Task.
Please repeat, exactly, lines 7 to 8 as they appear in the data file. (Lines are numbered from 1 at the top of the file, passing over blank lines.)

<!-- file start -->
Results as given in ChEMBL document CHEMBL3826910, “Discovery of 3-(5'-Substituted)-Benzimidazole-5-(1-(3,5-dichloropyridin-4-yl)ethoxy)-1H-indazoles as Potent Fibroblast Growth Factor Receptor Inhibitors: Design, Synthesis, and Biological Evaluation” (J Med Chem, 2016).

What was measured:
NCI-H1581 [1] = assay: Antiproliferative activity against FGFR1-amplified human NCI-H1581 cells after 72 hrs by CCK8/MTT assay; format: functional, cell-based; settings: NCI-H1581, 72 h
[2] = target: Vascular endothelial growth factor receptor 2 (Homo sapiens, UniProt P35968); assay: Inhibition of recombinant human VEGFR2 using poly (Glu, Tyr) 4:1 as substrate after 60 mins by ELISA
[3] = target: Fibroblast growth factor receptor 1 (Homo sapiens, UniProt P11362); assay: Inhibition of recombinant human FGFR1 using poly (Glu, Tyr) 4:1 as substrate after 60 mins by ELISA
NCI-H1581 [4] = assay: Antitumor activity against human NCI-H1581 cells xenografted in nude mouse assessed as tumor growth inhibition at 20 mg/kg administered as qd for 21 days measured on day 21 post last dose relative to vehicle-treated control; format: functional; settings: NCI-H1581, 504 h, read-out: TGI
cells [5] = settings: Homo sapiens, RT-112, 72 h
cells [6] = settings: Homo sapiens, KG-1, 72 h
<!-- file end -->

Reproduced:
cells [5] = settings: Homo sapiens, RT-112, 72 h
cells [6] = settings: Homo sapiens, KG-1, 72 h